Published on: November 12, 2014
RETHINKING LOW DOWN PAYMENTS. Conventional wisdom holds that low-down payment mortgages approved for borrowers who really couldn’t afford home ownership costs, and who ultimately defaulted on their loans, contributed much to the implosion of the financial markets. But the Urban Institute compared default rates on loans with down payments of 3-5 percent and 5-10 percent, and found that there wasn’t much difference between them. Credit history is a far more accurate indicator of a borrower’s ability to repay, the study concluded. The study comes as Fannie Mae and Freddie Mac are considering again accepting loans with down payments of less than 5 percent. “This analysis tells us that there is likely to be minimal impact on default rates as low-down payment GSE lending gravitates towards borrowers with otherwise strong credit profiles,” the study concluded.
DON’T BLAME MILLENIALS. Housing industry analysts bemoaning declining home ownership rates have blamed millenials (20- and 30-somethings) for turning their backs on the American Dream. But a recent article in The Atlantic contends that it is actually middle-aged consumers who were hit hardest by foreclosures during the downturn, who represent “the true lost generation of homeowners.” In fact, the article notes, homeownership rates over the last two decades have declined less for millenials than for any other age group under 64. “Today’s historically low homeownership rate isn’t the result of the cheapest generation abandoning the housing market. It’s their older cousins, Generation-X, who are really running for the exits.”
NO REFI BOOM. Declining mortgage rates have encouraged more homeowners to refinance their mortgages, but we aren’t likely to see the kind of refi boom past rate declines have triggered, industry analysts agree. Over the past 15 years, borrowers have saved nearly $70 billion in interest payments by refinancing their mortgages, according to a recent report by Freddie Mac. And many borrowers could still benefit from lower rates lower. But tighter underwriting requirements have made it difficult for many of them to qualify for new loans. And despite strong gains in appreciation rates, an estimated 8 million borrowers are still struggling with negative equity. As a result, Freddie’s chief economist, Frank Nothaft, notes in this analysis, while lenders may see more refinance applications this year, “the refinance boom is over.”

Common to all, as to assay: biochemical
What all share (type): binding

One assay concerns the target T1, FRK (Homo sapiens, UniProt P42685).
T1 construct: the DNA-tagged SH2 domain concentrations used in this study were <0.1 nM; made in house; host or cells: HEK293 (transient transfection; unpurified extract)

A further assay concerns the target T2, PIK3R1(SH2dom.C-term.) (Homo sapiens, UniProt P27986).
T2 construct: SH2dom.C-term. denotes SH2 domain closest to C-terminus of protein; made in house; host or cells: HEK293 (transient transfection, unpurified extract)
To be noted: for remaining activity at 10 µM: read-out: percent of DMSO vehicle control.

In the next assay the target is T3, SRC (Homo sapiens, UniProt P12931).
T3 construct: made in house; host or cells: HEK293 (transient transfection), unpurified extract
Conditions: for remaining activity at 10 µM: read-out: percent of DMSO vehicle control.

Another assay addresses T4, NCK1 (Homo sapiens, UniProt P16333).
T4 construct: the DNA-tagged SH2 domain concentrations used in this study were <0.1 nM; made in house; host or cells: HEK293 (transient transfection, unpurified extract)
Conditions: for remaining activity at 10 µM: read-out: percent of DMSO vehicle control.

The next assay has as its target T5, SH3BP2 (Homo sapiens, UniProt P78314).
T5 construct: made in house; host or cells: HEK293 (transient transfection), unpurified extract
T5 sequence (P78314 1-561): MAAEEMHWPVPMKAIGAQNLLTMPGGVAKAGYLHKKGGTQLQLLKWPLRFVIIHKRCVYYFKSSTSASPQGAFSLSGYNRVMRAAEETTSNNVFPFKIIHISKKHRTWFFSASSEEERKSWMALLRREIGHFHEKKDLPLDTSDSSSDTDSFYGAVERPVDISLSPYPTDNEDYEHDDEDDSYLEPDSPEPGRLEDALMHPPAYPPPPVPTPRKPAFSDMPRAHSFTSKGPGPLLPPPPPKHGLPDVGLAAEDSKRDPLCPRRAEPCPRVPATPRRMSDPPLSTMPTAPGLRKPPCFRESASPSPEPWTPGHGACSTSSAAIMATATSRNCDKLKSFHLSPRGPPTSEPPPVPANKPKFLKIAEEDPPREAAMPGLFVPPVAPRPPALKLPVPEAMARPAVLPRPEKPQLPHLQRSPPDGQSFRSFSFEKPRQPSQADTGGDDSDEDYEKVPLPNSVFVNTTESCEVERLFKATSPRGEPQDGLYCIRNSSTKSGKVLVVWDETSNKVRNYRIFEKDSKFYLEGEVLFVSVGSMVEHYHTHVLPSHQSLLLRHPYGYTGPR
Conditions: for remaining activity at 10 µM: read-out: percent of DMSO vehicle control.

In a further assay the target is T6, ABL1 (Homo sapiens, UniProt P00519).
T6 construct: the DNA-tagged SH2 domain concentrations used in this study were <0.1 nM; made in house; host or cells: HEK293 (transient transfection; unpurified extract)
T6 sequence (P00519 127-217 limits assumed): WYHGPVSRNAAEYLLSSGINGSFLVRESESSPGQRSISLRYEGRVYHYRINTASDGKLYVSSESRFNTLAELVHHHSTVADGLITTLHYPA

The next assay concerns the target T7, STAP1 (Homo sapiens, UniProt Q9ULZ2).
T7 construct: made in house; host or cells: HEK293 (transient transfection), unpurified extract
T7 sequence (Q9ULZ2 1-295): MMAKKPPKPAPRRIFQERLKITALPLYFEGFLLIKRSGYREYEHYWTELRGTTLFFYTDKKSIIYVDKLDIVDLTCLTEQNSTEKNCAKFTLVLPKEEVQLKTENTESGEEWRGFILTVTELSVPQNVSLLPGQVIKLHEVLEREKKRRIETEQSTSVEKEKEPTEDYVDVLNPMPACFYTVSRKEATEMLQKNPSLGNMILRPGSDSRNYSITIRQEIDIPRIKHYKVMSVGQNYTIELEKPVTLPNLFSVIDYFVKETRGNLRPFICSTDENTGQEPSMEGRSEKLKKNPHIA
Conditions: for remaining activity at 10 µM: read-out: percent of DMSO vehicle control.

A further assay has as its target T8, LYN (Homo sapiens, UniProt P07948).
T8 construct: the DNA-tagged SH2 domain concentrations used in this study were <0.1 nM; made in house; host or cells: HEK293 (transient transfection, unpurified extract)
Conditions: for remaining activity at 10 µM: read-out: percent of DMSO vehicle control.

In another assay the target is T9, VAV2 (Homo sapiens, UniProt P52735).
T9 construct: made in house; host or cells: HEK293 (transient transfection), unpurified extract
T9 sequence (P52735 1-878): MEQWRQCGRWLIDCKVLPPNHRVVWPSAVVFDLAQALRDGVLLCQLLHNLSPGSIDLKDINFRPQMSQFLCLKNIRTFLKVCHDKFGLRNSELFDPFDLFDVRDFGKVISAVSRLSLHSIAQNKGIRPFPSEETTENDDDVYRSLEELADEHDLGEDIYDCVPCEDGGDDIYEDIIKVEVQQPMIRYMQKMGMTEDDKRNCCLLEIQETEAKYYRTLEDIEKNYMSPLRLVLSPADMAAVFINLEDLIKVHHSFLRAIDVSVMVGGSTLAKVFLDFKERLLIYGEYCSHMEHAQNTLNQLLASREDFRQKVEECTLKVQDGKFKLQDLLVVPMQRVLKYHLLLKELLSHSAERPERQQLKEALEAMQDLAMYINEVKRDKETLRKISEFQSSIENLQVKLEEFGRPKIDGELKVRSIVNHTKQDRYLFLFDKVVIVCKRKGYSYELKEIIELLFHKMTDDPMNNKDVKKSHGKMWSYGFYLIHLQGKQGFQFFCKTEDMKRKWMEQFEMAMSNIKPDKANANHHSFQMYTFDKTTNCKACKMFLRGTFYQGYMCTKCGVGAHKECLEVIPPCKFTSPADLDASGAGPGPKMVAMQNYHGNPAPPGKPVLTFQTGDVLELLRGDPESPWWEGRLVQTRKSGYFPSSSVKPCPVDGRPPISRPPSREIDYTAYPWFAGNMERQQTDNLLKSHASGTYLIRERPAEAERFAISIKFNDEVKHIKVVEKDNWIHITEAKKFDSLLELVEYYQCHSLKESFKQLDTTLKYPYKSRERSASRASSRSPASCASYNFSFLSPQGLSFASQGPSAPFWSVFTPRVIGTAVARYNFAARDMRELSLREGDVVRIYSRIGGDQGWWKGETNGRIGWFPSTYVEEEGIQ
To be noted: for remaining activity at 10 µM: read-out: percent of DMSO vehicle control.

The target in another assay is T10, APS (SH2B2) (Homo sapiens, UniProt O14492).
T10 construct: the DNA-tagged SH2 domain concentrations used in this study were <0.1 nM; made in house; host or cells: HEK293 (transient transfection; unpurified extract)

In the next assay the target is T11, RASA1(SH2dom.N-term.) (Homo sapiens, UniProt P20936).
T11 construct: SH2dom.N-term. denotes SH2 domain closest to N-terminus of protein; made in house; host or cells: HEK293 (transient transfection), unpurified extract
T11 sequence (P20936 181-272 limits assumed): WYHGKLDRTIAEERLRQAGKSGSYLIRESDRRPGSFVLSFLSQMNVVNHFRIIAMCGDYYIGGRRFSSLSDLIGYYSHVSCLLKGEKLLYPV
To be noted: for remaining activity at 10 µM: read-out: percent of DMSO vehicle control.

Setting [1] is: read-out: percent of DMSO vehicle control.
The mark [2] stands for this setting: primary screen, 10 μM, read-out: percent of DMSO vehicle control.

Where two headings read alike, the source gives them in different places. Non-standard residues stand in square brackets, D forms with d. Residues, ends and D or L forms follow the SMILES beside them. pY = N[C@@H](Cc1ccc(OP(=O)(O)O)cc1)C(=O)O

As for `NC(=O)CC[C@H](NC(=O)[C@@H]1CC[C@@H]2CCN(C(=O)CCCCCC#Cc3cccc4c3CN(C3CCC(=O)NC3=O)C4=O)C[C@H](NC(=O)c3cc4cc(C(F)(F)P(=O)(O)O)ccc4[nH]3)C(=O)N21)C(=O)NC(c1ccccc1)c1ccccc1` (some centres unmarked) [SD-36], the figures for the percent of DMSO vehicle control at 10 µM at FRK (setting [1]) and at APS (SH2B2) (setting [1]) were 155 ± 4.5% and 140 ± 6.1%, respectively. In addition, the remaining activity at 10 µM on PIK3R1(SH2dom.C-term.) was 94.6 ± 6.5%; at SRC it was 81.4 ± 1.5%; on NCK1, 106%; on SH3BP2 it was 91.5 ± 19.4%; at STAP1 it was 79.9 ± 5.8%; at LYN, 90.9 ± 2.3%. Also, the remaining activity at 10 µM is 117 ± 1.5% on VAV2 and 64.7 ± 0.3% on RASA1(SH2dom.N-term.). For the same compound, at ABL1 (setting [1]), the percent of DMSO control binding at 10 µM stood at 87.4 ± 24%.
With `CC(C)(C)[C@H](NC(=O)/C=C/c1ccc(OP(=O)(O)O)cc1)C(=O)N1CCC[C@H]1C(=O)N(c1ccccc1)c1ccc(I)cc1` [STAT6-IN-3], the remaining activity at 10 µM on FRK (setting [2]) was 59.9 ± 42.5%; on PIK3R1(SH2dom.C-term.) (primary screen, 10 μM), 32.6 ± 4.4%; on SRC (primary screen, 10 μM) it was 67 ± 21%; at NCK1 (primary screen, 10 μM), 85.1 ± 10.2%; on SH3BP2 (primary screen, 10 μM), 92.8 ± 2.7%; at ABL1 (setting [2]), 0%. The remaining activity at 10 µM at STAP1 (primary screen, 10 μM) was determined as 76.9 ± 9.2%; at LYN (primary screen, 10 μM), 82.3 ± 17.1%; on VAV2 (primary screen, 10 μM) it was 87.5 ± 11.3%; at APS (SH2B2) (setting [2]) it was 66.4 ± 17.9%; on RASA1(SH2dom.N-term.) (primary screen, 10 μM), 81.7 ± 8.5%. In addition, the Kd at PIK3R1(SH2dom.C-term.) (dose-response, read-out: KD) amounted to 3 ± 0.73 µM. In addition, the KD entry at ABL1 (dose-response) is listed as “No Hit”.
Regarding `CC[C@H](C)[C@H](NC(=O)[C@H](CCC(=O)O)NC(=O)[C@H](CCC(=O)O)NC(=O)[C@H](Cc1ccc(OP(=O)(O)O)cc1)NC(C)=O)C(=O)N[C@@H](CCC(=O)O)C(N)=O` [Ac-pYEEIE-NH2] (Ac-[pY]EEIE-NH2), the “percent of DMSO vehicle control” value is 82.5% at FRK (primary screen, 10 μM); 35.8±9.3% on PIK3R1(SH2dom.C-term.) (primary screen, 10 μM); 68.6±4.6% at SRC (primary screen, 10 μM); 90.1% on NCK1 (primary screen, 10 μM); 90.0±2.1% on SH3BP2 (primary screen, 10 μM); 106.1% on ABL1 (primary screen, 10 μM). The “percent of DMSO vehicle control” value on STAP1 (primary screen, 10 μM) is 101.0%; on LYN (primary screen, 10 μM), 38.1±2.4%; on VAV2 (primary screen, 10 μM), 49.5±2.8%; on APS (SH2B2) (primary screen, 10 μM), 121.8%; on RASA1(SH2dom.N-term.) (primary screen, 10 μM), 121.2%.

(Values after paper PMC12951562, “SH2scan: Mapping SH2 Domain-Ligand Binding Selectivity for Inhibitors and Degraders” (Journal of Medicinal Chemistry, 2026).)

A CRITICAL MISMATCH. Employers added 214,000 workers to their payrolls in October, exceeding the 200,000 benchmark for the ninth consecutive month. Revisions to the September report added 31,000 to that month’s total, boosting average monthly gains for the past six months to 230,000. The unemployment rate fell to 5.8 percent, continuing an improving trend that has brought the rate down from 7.2 percent two years ago. But the employment gains haven’t been matched on the income side; average wages grew by only 2 percent in October, barely beating the inflation rate and explaining why a falling unemployment rate hasn’t done much to lift consumers’ spirits. “We are adding jobs, but it is still a wageless recovery,” Elise Gould, an economist with the Economic Policy Institute, told the New York Times “The economy may be growing,” she added, “but not enough for workers to feel the effects in their paychecks.”
DISPARATE IMPACT? Although the Supreme Court may ultimately reject “disparate impact” as a means of combating discriminatory lending and housing practices, federal regulators have been using the theory aggressively to enforce fair lending requirements. But it seems that federal lending regulations implemented in the wake of the financial meltdown may themselves by having a disparate impact on minorities. The Federal Reserve’s annual report on mortgage lending trends says 70 percent of new home purchase mortgages went to non-Hispanic whites last year, up from 60 percent in 2004. African-American borrowers received only 4.8 percent of the loans (down 2 percentage points), while Hispanic Whites saw their share decline by 1 percentage point to 7.3 percent. The report, based on Home Mortgage Disclosure Act (HMDA) statistics reported by lenders, found that minorities were also significantly more likely than whites to receive high-priced (subprime) mortgages. Lenders cited poor credit histories as the most common reason for rejecting minority loan applications.